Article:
Inflammatory bowel disease (IBD) is a chronic remittent immune disorder, which is divided into two major clinically defined forms, ulcerative colitis (UC) and Crohn's disease (CD).  CD may affect the entire gastrointestinal tract, whereas UC affects the colon.  IBD is characterized by diarrhea, fever, cramping, abdominal pain, rectal bleeding, weight loss, and nausea. IBD is a heterogeneous disorder of multifactorial etiology in which represents the clinical effect of the three interactive factors: genetic mutations, environmental elements, and immune dysregulation.  Immunomodulatory drugs such as infliximab can be used for treatment of this disease. Infliximab is an anti-TNF-α monoclonal antibody that has been studied in CD and UC.  Some factors have been associated with IBD, including IL-1, IL-6, IL-8, TNF-α, and PAI-1.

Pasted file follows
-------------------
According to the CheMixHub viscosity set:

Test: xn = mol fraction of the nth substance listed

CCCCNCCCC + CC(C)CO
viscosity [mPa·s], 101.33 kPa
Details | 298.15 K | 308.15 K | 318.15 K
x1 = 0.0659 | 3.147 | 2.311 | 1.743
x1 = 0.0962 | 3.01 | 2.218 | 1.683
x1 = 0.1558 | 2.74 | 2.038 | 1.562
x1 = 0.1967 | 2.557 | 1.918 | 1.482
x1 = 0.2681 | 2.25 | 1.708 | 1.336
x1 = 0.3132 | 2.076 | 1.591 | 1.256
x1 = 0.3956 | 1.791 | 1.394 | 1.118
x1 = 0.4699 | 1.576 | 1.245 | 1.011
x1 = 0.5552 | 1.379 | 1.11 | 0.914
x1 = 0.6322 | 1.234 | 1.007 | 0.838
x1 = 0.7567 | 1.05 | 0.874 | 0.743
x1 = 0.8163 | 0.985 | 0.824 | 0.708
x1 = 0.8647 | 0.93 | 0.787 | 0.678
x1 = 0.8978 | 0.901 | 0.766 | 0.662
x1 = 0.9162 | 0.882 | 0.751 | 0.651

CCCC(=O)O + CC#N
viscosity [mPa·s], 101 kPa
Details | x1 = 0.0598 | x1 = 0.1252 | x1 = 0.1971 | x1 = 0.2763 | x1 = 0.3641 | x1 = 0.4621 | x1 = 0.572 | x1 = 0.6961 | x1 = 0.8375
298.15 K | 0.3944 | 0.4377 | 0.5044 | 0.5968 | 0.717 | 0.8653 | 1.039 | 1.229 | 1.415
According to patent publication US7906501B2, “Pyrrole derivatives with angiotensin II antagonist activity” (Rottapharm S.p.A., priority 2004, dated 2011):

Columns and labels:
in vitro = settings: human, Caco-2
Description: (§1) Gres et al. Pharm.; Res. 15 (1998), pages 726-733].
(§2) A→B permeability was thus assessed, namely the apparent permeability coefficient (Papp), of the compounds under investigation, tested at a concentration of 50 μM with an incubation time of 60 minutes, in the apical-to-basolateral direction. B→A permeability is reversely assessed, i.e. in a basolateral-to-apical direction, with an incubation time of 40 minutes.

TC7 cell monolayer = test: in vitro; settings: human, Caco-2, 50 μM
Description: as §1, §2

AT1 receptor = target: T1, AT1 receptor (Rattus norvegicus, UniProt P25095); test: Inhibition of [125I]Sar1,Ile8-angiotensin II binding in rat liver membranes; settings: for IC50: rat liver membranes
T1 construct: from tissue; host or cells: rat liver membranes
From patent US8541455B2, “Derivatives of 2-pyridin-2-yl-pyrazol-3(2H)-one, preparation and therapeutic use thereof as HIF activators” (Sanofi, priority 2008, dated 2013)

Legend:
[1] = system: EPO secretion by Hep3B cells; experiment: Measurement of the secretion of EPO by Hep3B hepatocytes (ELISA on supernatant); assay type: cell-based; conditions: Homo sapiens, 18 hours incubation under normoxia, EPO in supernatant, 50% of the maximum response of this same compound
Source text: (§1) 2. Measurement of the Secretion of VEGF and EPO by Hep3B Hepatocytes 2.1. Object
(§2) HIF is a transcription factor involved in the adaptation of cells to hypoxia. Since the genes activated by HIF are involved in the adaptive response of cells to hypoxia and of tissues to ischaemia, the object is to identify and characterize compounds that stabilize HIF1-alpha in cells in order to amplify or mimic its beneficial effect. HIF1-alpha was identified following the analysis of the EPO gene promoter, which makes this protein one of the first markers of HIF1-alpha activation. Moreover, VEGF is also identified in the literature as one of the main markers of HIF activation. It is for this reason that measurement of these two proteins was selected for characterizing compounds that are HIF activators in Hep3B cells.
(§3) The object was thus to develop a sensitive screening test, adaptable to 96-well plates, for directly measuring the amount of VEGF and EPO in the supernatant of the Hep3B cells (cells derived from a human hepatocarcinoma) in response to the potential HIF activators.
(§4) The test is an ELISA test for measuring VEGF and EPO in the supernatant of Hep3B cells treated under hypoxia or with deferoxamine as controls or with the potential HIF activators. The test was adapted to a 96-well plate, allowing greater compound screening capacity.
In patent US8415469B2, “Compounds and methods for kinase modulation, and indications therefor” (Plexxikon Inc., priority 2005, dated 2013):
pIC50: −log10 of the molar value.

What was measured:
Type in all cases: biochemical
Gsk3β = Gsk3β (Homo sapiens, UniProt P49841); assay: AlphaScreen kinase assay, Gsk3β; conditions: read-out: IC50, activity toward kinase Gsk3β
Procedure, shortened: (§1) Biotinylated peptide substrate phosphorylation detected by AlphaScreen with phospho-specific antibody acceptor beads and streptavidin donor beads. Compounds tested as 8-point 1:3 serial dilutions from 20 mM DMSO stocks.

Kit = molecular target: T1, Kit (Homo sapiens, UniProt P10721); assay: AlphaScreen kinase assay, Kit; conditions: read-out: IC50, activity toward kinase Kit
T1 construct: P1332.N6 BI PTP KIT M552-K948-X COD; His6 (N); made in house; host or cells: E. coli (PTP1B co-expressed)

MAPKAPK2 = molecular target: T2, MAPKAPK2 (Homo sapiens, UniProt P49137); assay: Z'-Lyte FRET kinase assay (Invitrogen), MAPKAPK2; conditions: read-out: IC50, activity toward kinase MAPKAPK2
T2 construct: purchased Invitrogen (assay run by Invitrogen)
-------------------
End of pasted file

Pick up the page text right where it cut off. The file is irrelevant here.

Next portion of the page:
Plasminogen activator inhibitor type-1 (PAI-1) is a glycoprotein of serine protease inhibitors (SERPINs) superfamily.  PAI-1 is a key inhibitor of fibrinolytic system by inactivating tissue-type and urokinase-type plasminogen activators, as well as it is involved in the regulation of cell migration, invasion, and adhesion. 
The human PAI-1 gene is located on the long arm of chromosome 7 and is composed of nine exons and eight introns.  A single nucleotide insertion/deletion (-6754G/5G) polymorphism has been detected within this gene.  The 4G/4G genotype is associated with an overexpression of PAI-1 compared with 5G/5G genotype because both 4G and 5G alleles can bind a transcriptional activator, whereas the 5G allele also binds a repressor protein at this site and eventuating in lower transcription of the PAI-1 gene.  Several studies showed that 4G/4G genotype is associated with a decreased fibrinolysis, therefore, the development of vascular complications in IBD patients.